Nothing prepares you for some things in life, even if you have mentally contemplated some possible events in your future. Hundreds of times I have mentally played out scenes in my head about finding my son after an overdose. Thankfully when it did actually happened, the outcome was not what I have ever imagined, my son survived! However, though the outcome was more wonderful than anything I have yet to experience, the actual experience was one of the worst I have experienced. I think the only other experience that comes close was being there with my mother when she died. That was when I first heard the death gurgle, but then she took a huge gasping breath, as if she was going to go under water, and she was gone. A very important difference is that she was my parent, you expect your parents to pass before you. She was also dying of cancer so death was an accepted inevitability in her short future. We do not ever expect our children to pass before we do. We do not expect a self inflicted death of our children, whether it was due to an intentional suicide, or an unintentional overdose or accident. How parents survive the death of a child regardless of cause is beyond me. I do not know if I have the strength to carry on living if I lost a child, even though I have other children. My heart bleeds for those parents, but selfishly I am so glad that I have not joined that group of bereaving parents.
I carried on as normal after my son was taken away in the ambulance. I tried to look for his drugs and take them with me. I packed a bag to take to hospital. I phoned his new drug worker and explained what had just happened and that we need to cancel the appointment for tomorrow. I looked for my keys but could not find them. I looked around the mess that was my son's flat and how worse the mess was after the chaos and madness of what happened less than an hour ago when 6 emergency attendants and doctors crammed in and tried to save my son. I talked to the housing staff. I found my keys, which were in my trouser pocket, but had never looked there, and I drove home to my daughters.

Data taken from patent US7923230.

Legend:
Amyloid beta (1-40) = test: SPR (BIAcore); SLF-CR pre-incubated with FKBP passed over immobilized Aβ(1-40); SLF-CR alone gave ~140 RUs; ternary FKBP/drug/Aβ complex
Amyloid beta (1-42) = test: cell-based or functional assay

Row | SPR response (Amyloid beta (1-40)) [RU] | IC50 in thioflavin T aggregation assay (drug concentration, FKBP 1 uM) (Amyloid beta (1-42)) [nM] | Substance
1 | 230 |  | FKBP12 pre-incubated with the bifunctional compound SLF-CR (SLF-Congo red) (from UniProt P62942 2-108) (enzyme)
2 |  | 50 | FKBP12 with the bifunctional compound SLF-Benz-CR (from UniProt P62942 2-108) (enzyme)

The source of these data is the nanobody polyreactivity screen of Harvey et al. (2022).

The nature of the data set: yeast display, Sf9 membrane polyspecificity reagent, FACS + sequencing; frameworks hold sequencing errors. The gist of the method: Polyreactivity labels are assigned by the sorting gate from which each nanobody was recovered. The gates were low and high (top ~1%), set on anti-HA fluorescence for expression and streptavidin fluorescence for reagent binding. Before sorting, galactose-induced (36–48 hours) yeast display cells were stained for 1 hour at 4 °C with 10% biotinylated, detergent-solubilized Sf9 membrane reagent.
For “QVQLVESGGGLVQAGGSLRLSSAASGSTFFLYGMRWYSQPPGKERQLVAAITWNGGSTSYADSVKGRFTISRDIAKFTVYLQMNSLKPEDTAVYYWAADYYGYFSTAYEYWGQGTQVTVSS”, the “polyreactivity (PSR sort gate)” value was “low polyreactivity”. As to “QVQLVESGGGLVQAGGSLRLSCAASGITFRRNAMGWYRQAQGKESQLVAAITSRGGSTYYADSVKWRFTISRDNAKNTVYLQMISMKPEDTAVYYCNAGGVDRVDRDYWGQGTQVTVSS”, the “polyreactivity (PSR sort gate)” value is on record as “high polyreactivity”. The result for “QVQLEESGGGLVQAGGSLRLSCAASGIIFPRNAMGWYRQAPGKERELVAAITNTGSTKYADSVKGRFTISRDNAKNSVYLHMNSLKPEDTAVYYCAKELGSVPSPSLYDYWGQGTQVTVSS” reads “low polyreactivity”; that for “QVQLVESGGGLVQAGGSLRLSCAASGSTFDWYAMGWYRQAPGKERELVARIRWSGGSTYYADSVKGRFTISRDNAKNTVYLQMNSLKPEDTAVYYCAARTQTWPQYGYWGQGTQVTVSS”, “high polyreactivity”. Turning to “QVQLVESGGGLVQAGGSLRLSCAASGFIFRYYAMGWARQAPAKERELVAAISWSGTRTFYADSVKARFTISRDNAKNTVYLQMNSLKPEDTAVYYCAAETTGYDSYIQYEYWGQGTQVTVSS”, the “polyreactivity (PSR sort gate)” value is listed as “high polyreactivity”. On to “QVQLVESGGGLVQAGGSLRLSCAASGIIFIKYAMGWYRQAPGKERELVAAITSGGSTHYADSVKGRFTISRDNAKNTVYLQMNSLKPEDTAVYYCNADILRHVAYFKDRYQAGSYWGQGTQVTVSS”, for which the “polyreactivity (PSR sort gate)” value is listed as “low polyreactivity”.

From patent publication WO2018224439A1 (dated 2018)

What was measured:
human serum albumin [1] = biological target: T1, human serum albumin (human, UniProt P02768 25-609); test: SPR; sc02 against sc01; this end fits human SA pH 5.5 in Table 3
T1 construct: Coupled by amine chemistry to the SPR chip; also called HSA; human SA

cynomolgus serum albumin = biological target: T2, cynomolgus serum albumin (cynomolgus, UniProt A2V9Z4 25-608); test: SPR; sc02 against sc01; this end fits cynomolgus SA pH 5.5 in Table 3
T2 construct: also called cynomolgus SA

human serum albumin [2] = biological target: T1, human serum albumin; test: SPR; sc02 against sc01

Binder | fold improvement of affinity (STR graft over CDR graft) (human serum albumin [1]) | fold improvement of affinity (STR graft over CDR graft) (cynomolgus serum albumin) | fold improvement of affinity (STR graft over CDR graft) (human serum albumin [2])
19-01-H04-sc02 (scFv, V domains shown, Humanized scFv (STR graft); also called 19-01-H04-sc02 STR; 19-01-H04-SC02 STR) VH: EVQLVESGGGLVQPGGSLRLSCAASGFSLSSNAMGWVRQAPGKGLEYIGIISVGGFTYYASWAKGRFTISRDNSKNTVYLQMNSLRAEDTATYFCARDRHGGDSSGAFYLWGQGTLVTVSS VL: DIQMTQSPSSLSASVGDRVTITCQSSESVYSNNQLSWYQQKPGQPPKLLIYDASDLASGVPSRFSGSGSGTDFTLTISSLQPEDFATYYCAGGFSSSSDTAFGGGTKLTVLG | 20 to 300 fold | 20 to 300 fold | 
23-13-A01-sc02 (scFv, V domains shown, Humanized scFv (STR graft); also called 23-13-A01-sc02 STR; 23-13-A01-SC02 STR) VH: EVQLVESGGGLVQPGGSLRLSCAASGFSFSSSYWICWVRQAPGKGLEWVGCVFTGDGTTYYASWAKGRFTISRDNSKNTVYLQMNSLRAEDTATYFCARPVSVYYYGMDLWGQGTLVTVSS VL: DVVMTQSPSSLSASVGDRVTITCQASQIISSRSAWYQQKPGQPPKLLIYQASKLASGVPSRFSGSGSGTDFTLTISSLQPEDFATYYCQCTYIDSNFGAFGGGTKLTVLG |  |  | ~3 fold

When I approached home my thoughts were how am I going to disappoint my daughters that we will not be packing up and going to the seaside for a few days as planned. There disappointment in having mom let them down, and it was their brother's fault was how I perceived their reaction. I sat down and calmly told my daughters what had just happened, their brother almost died and I had helped save his life. I told them without a tear in my eye or a wobble in my voice. They did not react much. I told them we could therefore not go away today, I saw the disappointment in their faces. I proceeded to tell some people what had happened, but it was all very surreal not only because I was calm, but because there was not the outpouring of shock and sympathy with offers to help. It all seemed too matter of fact. Is this what everyone expected to happen one day? Did it not surprise anyone? Even if this was the case, for I have feared such an event and have often voiced my fear, did we not deserve some shock and sympathy?